I’ve been busy. Perhaps not in the conventional sense, or busy like many of you have been. But those walks on the beach each day take quite a long time, and then there’s coffee. Coffee is an event in and of itself. I mean who wants to hurry up and finish when there’s sun, surf and a nonfat, no foam latte all wrapped up in one? So that’s where I’ve been but, as you can plainly see, I’m here now and I have something I want to say.
I like Americans. Well probably not all Americans. I suppose if I had to pick one off hand who I particularly don’t like it would have to be, hands down, the Idaho State Trooper who saw fit to cite me for going a little faster than I should have been just moments before I would have been back in my own country and out of his hair. But then who likes all of anything really? Even in a box of chocolates there’s sure to be a dud. Besides, I spend a fair bit of time in the U S of A and overall, most of the people I meet are really lovely so I don’t have any complaints. Well maybe just one. It seems, and I say this with some trepidation as it’s based on a rather small sample, but nonetheless, it does seem that people here don’t know very much about Canada. Which is a little odd since we are, quite literally, attached at the hip.
Now don’t get me wrong. It’s not that Americans don’t know anything about my home and native land. As a matter of fact it seems to me that they are pretty good at identifying us, or at least those of us who quite unknowingly, and perhaps unwittingly, end at least one of our sentences within an entire conversation with “eh”. Who knew I did that, eh? But I must because, as soon as it happened my American friend popped the “so where are you from in Canada” question. Unfortunately, beyond that things get a little iffy. Especially when it comes to geography. I have reluctantly come to the conclusion that most people here are geographically challenged when it comes to the large landmass to their north. Which surprises me a bit because here’s the thing. I’ll be the first to admit that I am no geography genius but ask me where, let’s say, Arkansas is and I can give you a pretty reasonable answer. More south than north. More east than west. And I’ve never even been there. So at the risk of tooting my own horn I’m going to go right out on that proverbial limb and say that I can pretty much do the same for any of the remaining 49.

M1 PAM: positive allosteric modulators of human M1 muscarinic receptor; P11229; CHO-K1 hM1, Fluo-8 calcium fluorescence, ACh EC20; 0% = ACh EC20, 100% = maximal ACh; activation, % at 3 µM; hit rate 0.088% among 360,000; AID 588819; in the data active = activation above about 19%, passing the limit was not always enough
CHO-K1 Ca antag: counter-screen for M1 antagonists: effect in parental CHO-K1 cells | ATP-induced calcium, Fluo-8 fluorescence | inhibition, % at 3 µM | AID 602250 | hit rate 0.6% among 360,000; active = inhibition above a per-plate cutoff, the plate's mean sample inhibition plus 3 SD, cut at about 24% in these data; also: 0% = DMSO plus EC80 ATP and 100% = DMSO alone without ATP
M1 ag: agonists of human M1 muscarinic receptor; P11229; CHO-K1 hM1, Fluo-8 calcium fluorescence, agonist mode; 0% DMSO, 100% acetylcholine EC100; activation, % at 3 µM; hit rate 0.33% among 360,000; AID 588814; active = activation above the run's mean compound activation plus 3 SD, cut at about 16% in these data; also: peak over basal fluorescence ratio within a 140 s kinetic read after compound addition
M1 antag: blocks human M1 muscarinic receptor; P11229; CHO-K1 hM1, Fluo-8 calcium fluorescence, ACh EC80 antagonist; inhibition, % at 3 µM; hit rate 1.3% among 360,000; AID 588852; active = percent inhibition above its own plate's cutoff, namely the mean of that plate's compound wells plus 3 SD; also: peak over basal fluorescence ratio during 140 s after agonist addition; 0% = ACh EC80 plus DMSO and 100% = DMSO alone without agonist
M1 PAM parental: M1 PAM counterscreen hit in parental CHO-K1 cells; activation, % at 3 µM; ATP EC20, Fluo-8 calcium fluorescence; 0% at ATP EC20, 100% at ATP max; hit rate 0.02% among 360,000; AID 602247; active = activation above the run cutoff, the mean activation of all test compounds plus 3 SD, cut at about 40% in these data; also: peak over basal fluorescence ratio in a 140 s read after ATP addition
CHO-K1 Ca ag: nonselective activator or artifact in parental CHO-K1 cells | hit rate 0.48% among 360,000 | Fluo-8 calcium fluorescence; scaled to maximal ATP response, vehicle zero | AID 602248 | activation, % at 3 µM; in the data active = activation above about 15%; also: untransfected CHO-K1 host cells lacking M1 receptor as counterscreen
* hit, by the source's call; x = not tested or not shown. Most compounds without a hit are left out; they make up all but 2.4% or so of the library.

Which is why I was surprised, and perhaps a little dismayed, to discover that the same can not be said for my southern compatriots who, having asked me where I am from are, more often than not, stumped when I reply, “Edmonton, Alberta”. In an attempt to assuage the inevitable blank stare, I further clarify my answer with “Canada”. To which the most frequent response is “Oh, it’s cold there, isn’t it?” Because that seems to be the constant, the one thing they are sure to know about Canada. Now even as a shallow person I know this is neither the time or place for sarcasm. I simply know that I shouldn’t say what I want to say. At least not then. Not while I am the sole representative of my entire country. But here. Well this is my blog and I can say what I want to. So let me tell you how some of these conversations go and how they could/should have.
American #1: So where are you from?
Me: Canada. And in an effort to be more specific, “Alberta”.
American: Oh, is that like another country?
What I said: Alberta? Oh no, it’s a Province in Canada. A province is similar to your state.
What I wanted to say: Yes. We call it Oil Country. At least we did. And I’m sure we will again one day.
American #2: When talking about our house in Victoria on Vancouver Island asks “how did you ever find that Island?”
What I said: Oh. Vancouver Island is quite well known in Canada. In fact, Victoria is the capital of British Columbia.
What I wanted to say: Actually, we didn’t. It was founded by Juan de la Bodega y Quadra and George Vancouver in the 18th century.
American #3: While chit chatting in a line at a very popular amusement park asks “where are you from?”
Me: Canada. Alberta to be specific.
American: Oh, Canada. What language do you speak?
What I said: English. Although French is also an official language.
What I should have said: The same one you and I have been conversing in for the last ten minutes!
American #4: Where are you from?
American: It’s cold up there isn’t it?
What I said: Yes, yes it is.
What I wanted to say: Yes, yes it is.